But these principles were non-binding. For example, in the United States, the government does not have the power to force museums to search their collections for art that may have been looted and, as such, it is left largely to an honor system.
 
In 2014, the Claims Conference and the World Jewish Restitution Organization released a survey — done by Fisher and Ruth Weinberger, a fellow looted Jewish art researcher — that found two-thirds of the countries that agreed to the Washington Principles and other ethical codes “have have done little or nothing to implement those pacts.”
 
“The first thing museum professionals are taught is: Protect your collection,” said Fisher. Most museums see provenance research “as an addition to their work rather than an integral part of this work. It needs to be an integral part of their work because they should not be exhibiting illegal items.”
 
There has been art that was looted by Nazis found in collections at the Philadelphia Museum of Art and questions or legal battles over the handling of art at the Museum of Modern Art and the Guggenheim in New York and at unexpected places like the University of Oklahoma and the Tel Aviv Museum of Art. 
 
At the University of Oklahoma, school officials don’t dispute that a Camille Pissarro painting was looted by Nazis but they refuse to give up the work because officials do not want to set a precedent to return works without “knowing all the facts,” a university spokeswoman told Newsok.com. One of the school’s arguments for keeping the art is the statute of limitations. A lawsuit filed by the claimant — the original owner’s daughter — is ongoing. 
 
“It is precisely because the information was so difficult to obtain and because these items were taken in the context of genocide that there really should not be a time limit on the claims,” said Fisher. “In many cases, the museums feel that if they are giving art to a distant relative that is not quite the same thing as restituting it to the original owner or the original owner’s child.”
 
Several state lawmakers have introduced legislation to force the school to turn over the painting and have spoken out about the issue, but absent such claims and bad press, “there is no tremendous push to do further research,” Fisher said.
 
The American Alliance of Museums established standards in 2001 instructing museums to identify “covered objects” — those that had been in Europe and underwent a change of ownership between 1932 and 1946.  These pieces could have been in continental Europe and looted by Nazis — or it could just mean that the documentation is incomplete. The guidelines instruct museums to make information on those objects public — ideally in an online database, but in 2006, Fisher conducted a survey of U.S. museums and found that the majority had done little provenance research.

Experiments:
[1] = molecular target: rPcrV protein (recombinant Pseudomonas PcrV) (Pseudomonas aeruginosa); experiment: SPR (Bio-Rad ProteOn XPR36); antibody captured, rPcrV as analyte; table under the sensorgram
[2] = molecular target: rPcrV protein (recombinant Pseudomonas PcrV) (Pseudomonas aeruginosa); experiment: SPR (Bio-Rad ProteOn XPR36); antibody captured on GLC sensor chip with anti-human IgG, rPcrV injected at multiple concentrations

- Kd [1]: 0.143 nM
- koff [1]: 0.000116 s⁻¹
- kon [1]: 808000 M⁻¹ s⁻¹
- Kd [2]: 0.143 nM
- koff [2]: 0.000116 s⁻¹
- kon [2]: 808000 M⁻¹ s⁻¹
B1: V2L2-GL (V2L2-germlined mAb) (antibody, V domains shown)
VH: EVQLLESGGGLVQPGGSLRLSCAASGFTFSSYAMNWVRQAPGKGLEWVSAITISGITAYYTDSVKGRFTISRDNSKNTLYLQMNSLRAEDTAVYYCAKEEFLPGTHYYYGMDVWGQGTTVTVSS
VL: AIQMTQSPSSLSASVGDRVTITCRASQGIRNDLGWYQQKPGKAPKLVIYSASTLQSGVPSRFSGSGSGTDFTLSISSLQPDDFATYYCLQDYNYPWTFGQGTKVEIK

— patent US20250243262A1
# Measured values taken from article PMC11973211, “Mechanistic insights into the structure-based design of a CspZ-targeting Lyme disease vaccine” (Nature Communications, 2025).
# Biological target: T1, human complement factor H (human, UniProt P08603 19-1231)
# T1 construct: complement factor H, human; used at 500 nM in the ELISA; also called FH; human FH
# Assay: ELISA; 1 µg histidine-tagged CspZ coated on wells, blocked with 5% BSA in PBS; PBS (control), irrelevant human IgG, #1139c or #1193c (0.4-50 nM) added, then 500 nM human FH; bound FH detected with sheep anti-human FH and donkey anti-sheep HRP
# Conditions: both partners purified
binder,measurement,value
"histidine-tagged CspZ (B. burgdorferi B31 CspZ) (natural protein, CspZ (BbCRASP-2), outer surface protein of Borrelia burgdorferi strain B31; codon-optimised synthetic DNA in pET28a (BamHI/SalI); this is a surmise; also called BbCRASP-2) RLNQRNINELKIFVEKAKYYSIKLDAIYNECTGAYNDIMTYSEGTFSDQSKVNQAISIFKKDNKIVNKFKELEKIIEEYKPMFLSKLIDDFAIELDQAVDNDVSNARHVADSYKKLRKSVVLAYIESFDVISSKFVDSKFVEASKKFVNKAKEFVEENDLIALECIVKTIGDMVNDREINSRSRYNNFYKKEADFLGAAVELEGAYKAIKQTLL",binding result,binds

At the Philadelphia Museum of Art, whenever the institution wants to purchase or is offered a piece of art, researcher Cathy Herbert said, she runs the item through various databases to make sure there is nothing suspicious in its history. The museum now has an online database of all 409 covered objects in its collection. 
 
Herbert said that the museum applies the same level of scrutiny to potential acquisitions as well. A donor recently offered a painting by an important French artist to the museum, which, along with the Barnes Foundation, is a member of the alliance. Herbert examined the French painting — which she declined to identify because the matter has not been resolved — through the Art Loss Register, an online database, and found that it may have been looted, possibly during the Nazi era. She said all interested parties on the case have been contacted.
 
“We do our due diligence” if we “find out there is a question” about a piece,  said Herbert, the museum’s coordinator of collections research and documentation.“We refuse to accept the gift at least until the status has been resolved.”
 
In 2010, the museum contacted the heirs of German Jewish art dealers, a family named Oppenheimer, after learning that a tapestry in its collection had been taken and illegally sold by Nazis in 1935. The museum reached a financial settlement agreement with the Oppenheimer heirs in 2011 to keep the tapestry in its collection. 
 
For its part, The Barnes Foundation has no online public database, stating instead on its website that there are 150 covered items out of more than 4,000 in its collection. Albert Barnes, the founder, amassed most of his collection in the 1920s. 
 
“The Philadelphia Museum of Art has been pretty good about this, and the Barnes is sort of an unknown,” said Fisher. 
 
The Barnes Foundation stated in an email to the Jewish Exponent that it had “been diligently researching the provenance” of the collection. The foundation has not discovered any information that “casts doubt on our ownership of any item in the collection,” and plans to publish information in an online database after a curator is hired, according to the email. 
 
Fisher and other provenance researchers have now turned their attention in part to constructing archives containing lists of work from art dealers before and during the Nazi era as well as postwar claims. He is scheduled to travel to Serbia in May to advise leaders on conducting provenance research and organizing a claims process in that country.
 
He said he does not accept museums’ excuses for not doing everything in their power to make sure suspicious art is not on display or in a back room. 
 
“Ultimately it’s a societal problem,” said Fisher. “It’s not a question of whether the museum that is giving back the object feels good about itself.”